A dull ache settled in his heart. For as friendly as Kwan-Lai seemed, and as attractive as the daydream of a normal life was, Shin-Jen had given up all hope of settling down with a family, with land, with friends, with a future. He didn't know if he was condemned to be a wanderer and a nomad for the rest of his life, but no matter how hard he tried, he could not genuinely see himself in Kwan-Lai's shoes. That kind of life was for other people, people who didn't have a past that stalked you like a sandstorm.
"I have six children, you know," Kwan-Lai was saying. "Six! Can you believe that? The in-laws and the parents loved it, but my wife, oh - " he made a face - "she had had enough after awhile. Don't get me wrong! Kalai-Shala is a wonderful mother, and the kids adore her. That's her name, by the way - Kalai-Shala."
Shin-Jen nodded, the obligatory smile on his face.
"She was probably glad to get me out of the house for awhile. Shan-Kal and Rana-Dai - my eldest - they're old enough to help with the young 'uns, so Kalai-Shala can finally get some rest without having to take care of me on top of everything!" Kwan-Lai laughed, then shook his head a little sadly. "Strike me dead, though, I miss them. All of them. Even Twan-Lok." He laughed softly to himself.
Shin-Jen felt compelled to say something, but had no idea what would improve Kwan-Lai's mood. For all the talking the man did, Shin-Jen still barely knew him.
Abruptly, Kwan-Lai shook his head and straightened up in his chair. "Listen to me!" he said, his jovial demeanor returning. "Here I am, telling you my life story. My mother would kill me. Enough about me."
Imperceptibly, Shin-Jen's eyes widened. Oh no, he thought.
"Tell me about yourself."
Caught without time to concoct a lie, Shin-Jen shrugged and tried a smile. "Not much to tell, honestly. I'm a bit of an everyman."
"No family?" Kwan-Lai sounded incredulous.
"No land. Well, no land yet. Same for the family - no family yet." Shin-Jen curled his toes, trying not to let the lies get too elaborate.
Kwan-Lai sat back in his chair, almost aghast. "No family and no land. Gods alive!"
Shin-Jen smiled, this time more naturally. "Someday, undoubtedly. Someday."
"Where are you from?"
****. "Tamala," Shin-Jen replied, voicing the first city name that came to mind.
"Tamala!" Kwan-Lai exclaimed. A few weary patrons turned and scowled at him. "I was just there!"
Shin-Jen's smile stayed plastered on as he felt the blood drain from his face. He tried to say something, but almost on cue, his throat tightened.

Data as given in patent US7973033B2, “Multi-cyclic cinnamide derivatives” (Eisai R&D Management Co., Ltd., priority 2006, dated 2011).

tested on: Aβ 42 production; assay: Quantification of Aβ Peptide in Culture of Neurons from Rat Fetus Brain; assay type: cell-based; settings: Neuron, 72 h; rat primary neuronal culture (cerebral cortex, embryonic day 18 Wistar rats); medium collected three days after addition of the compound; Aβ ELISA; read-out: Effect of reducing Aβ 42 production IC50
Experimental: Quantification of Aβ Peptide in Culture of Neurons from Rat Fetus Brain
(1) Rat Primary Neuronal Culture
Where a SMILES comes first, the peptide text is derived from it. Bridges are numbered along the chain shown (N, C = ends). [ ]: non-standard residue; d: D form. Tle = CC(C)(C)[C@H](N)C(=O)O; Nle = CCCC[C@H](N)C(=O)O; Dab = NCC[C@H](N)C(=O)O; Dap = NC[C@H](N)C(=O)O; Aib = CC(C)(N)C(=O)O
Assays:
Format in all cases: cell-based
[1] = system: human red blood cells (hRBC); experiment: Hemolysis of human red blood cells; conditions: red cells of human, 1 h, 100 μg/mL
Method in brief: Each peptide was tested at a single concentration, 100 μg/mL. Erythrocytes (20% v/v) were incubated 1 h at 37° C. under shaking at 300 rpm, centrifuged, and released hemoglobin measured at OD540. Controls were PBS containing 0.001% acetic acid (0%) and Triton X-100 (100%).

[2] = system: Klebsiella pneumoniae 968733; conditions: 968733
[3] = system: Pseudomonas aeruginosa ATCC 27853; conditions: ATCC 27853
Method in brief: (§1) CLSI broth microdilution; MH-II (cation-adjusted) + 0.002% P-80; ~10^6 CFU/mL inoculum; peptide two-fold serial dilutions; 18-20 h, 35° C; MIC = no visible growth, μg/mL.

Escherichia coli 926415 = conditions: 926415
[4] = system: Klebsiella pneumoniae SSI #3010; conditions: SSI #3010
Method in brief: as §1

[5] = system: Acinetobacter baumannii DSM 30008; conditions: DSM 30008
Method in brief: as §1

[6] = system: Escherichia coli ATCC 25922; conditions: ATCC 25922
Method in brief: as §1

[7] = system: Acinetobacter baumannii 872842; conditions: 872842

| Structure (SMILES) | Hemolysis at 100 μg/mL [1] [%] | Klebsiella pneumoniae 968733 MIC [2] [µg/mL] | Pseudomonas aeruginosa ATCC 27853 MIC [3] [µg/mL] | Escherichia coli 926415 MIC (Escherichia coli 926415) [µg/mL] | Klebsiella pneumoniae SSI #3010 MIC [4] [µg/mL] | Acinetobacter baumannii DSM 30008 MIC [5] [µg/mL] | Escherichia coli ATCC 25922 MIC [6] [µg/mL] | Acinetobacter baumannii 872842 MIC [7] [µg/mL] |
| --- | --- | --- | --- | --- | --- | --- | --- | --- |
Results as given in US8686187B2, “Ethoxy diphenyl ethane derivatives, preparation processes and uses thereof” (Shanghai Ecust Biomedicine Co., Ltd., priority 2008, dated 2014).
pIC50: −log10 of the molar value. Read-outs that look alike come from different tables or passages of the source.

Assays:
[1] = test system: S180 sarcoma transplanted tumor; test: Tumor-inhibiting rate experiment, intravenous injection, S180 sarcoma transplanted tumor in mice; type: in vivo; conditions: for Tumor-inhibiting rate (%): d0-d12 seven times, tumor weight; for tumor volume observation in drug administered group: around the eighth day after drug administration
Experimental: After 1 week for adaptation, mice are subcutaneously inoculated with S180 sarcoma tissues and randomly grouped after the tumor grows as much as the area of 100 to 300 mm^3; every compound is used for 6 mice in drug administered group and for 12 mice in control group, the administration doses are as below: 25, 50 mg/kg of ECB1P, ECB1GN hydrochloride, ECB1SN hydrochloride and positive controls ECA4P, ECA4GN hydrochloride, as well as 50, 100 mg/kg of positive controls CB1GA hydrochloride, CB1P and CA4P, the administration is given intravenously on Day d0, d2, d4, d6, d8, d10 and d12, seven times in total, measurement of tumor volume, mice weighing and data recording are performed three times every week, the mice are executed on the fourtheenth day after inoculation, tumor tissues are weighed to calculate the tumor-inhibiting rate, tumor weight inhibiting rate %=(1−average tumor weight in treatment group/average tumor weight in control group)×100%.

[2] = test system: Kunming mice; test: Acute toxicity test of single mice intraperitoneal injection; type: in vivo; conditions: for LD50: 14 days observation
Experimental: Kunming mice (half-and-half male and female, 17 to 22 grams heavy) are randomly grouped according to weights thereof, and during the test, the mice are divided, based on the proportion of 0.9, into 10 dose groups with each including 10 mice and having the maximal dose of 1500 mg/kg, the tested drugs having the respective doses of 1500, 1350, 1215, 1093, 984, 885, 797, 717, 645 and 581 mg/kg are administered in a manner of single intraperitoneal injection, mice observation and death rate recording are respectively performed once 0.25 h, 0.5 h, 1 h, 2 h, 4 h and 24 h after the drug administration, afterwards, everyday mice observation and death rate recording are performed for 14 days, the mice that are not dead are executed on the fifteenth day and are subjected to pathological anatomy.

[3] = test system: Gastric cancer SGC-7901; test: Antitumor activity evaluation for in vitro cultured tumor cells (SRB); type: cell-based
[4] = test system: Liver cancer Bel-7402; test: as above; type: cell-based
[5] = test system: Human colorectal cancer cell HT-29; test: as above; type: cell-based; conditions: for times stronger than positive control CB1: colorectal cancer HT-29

"Did you go to the Emerald Temple?", Kwan-Lai asked, leaning forward.
Shin-Jen knew the Emerald Temple was in Tamala, but having been in Tamala only once or twice, he never visited it. Also, not being particularly religious, he knew next to nothing about the Temple.
"Yes," he mumbled. As though the heat wasn't already bad enough, now he felt like he was positively burning.
"Oh, it's beautiful, isn't it?" Kwan-Lai said. "I wish I could have taken the kids and my wife there. I almost envy you, growing up in the shadow of the Temple. What was it like?"
Any feelings of friendship Shin-Jen might have had for Kwan-Lai had by now melted. "It was… interesting."
That was the best you could do? he chastised himself. "Interesting"?
But Kwan-Lai was so excited, he barely paid attention to Shin-Jen's answer. "I visited it again when I was just there, of course. Pilgrimage and all. I've been a follower of Emerata all my life."
Shin-Jen nodded. Of course, Emerata - the Emerald Goddess, so-called because of ancient emerald carvings found years and years ago. After many attempts at thievery (and a couple of wars), the remaining artifacts were kept under secure lock and key in the Emerald Temple. Only the Temple Custodian was allowed to see what was left of the carvings - one day a year, and without touching them.
"It's fascinating, really," continued Kwan-Lai. "To think that there's been so much done to destroy her name and her followers."
Shin-Jen had his own thoughts on the persecution of Emerata’s followers – there had been plenty of blood shed in her name – but the last thing he wanted to do was get in a religious debate. Especially now.
“It makes you wonder, doesn’t it?” Kwan-Lai mused, almost to himself. “That there are people out there who would do that to a faith.”
The silence that followed Kwan-Lai’s observation became so tangible, Shin-Jen had to stop himself from squirming. At length, and very reluctantly, he said, ”It’s pretty bad.”
“Pretty bad?” echoed Kwan-Lai, his eyes widening. “Pretty bad? It’s downright evil!” More annoyed looks from patrons, but Kwan-Lai paid them no heed. “I tell you, Shin-Jen, there are schools of thought out there that make me shudder.”
This conversation was rapidly heading in a place Shin-Jen had no intention of going. Casting a hurried look outside, he said “I should really – “
“There's something about evil, isn't there?”
Something – Shin-Jen was never sure what, but something about Kwan-Lai’s words – maybe it was the way he said them, maybe it was what he said, maybe something, maybe anything, maybe everything – but something made him stop. He was just about to get up and indicate to Kwan-Lai that the conversation was over, and leave before he caught himself in any more lies, but something about Kwan-Lai’s words stopped him dead.